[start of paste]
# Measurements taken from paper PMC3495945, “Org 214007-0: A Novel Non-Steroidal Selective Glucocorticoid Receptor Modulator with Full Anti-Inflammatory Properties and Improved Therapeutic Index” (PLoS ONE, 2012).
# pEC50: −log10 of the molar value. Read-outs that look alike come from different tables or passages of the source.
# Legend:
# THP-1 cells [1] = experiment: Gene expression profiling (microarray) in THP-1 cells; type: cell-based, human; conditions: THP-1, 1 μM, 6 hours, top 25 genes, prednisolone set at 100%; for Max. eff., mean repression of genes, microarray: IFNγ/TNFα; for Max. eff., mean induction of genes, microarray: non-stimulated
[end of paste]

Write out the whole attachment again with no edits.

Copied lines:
# Measurements taken from paper PMC3495945, “Org 214007-0: A Novel Non-Steroidal Selective Glucocorticoid Receptor Modulator with Full Anti-Inflammatory Properties and Improved Therapeutic Index” (PLoS ONE, 2012).
# pEC50: −log10 of the molar value. Read-outs that look alike come from different tables or passages of the source.
# Legend:
# THP-1 cells [1] = experiment: Gene expression profiling (microarray) in THP-1 cells; type: cell-based, human; conditions: THP-1, 1 μM, 6 hours, top 25 genes, prednisolone set at 100%; for Max. eff., mean repression of genes, microarray: IFNγ/TNFα; for Max. eff., mean induction of genes, microarray: non-stimulated